“I want to be able to have a faster take off for my jumps and I also want to improve on the presentation of my skating, as well as being able to skate faster spins,” Hatakawa added.

Hatakawa discussed her programs for the current season that have been impacted by the pandemic.

“This season I have a new short program called ‘Organ Donor’ by DJ Shadow,” Hatakawa stated. “The song starts out slow, then gradually develops a hip-hop tune with a faster tempo with the steps in the program. I wasn’t able to change my free program this year, so I will be skating the same program that I’ve had for the last two seasons, which is ‘Exogenesis Symphony’ by Muse. 

Hatakawa has made friends with Japanese skaters on the skating circuit over the years.


“The ones I frequently talk to and have contact with are Japanese skaters who train in Europe,” Hatakawa commented. “I met Tomoe Kawabata at Champery (Switzerland) and last season’s Junior Grand Prix series. She was very kind to me.”

When her competitive days are over, Hatakawa would like to stay in the sport as an instructor.

“I am interested in becoming a coach,” Hatakawa said. “I would say I can’t really imagine myself being a choreographer.”

Hatakawa has not visited Japan in several years, but hopes to return again soon.

“I used to go back every two to three years, however, I haven’t gone back since I stayed in Nagoya for some time back in 2015,” Hatakawa recalled. 

“Everything is so fun in Japan, so I would love to go back every year if I could.” 

Hatakawa, who lists horseback riding as one of her hobbies, says she would very much like to take part in shows in her ancestral homeland at some point in the future.

“I would love to participate one day!” Hatakawa exclaimed. “Japan has many skating fans, and skating in front of them sounds like a lot of fun.”

Kagiyama, Matsuike Win Pair of Titles

Two-time senior national bronze medalist and Youth Olympic Games champion Yuma Kagiyama had another banner month in January, winning the titles at both the Japan high school championship and Winter Sports Festival over the past two weekends.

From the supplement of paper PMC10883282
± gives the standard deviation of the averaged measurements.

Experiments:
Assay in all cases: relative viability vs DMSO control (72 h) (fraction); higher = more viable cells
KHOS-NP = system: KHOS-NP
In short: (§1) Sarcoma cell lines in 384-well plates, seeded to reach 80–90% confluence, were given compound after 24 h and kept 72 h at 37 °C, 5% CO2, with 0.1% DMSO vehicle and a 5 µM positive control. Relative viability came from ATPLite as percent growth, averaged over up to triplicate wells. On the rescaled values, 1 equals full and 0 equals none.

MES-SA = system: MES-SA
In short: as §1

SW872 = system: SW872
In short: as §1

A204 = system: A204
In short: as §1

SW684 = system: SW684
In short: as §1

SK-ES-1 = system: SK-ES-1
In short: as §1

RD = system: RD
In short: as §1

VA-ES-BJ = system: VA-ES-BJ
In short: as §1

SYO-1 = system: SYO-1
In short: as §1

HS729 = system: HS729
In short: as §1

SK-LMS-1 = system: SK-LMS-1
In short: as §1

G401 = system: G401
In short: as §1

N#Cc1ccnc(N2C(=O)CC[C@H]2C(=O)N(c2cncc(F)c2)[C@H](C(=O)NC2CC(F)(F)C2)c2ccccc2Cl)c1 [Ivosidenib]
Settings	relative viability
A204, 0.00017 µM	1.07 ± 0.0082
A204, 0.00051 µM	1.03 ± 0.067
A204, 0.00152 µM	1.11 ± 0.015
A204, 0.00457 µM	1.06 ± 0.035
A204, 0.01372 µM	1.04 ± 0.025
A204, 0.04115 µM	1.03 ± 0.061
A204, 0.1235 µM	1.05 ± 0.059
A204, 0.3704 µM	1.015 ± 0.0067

Japan junior champion and NHK Trophy bronze medalist Rino Matsuike continued her impressive season by duplicating Kagiyama’s achievement.


The 17-year-old Kagiyama won the high school crown at Big Hat in Nagano with a total score of 262.07 points, easily beating rival Shun Sato (245.81), who came in second, and Japan junior champion Lucas Tsuyoshi Honda (219.41), who finished third.

The results were repeated the following week in Nagoya in the young men’s category at the annual winter sports event. Kagiyama (270.82) claimed the title, with Sato (240.05) coming in second, and Honda (213.98) placing third.

Matsuike, also 17, easily captured the high school crown with a total tally of 181.33, ahead of Maria Egawa (157.50), who was second, and Kinayu Yokoi (156.97), who rounded out the podium in third.

Matsuike then won the young women’s category competition at the Winter Sports Festival with 188.42, outpacing Hana Yoshida (185.70), who came in second, and Mana Kawabe (181.60) in third.

Plans for World Championships

With the pandemic ongoing, plans for the world championships in Sweden next month will include a bubble concept for skaters, coaches and other staff. 

Last year’s worlds in Montreal were canceled at the last minute due to the outbreak of COVID-19 in North America. The International Skating Union is determined to hold this year’s event, as the results will be used to determine how many places each country will earn for the 2022 Beijing Olympics.

Sweden currently has a ban on travelers outside European Union countries entering the nation through March 31. With the competition slated to begin on March 22, organizers are still trying to determine if any spectators will be allowed to attend.


Ulrika Molin, the president of the organizing committee for the 2021 world championships, informed Ice Time in a recent email that the restrictions will also prevent journalists from non-EU countries from covering the event in person.

“There is a travel ban with exceptions for participants or necessary support staff in international professional athletic events,” Molin wrote. “We have had discussions with Swedish authorities and this exception will unfortunately not work for journalists.”

Author: Jack Gallagher

The author is a veteran sports journalist and one of the world’s foremost figure skating experts. Find articles and podcasts by Jack on his author page, here, and find him on Twitter @sportsjapan.